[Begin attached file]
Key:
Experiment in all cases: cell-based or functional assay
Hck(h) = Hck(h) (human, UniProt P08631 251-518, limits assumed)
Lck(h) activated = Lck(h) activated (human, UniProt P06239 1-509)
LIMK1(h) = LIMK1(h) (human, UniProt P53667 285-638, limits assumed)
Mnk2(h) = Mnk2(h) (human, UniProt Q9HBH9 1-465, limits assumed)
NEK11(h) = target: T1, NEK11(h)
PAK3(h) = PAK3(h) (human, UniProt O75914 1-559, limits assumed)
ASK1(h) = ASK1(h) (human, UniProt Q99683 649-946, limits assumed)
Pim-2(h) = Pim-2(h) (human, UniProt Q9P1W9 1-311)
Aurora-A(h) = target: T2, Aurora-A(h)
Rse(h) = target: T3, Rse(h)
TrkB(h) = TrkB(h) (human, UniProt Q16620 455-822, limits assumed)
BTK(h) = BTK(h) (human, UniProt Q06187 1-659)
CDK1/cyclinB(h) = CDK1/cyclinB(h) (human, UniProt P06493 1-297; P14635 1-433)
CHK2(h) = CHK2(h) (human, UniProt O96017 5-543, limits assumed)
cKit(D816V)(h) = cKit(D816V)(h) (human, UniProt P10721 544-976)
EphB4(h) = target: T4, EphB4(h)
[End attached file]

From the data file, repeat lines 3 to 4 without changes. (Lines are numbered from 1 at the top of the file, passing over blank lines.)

Hck(h) = Hck(h) (human, UniProt P08631 251-518, limits assumed)
Lck(h) activated = Lck(h) activated (human, UniProt P06239 1-509)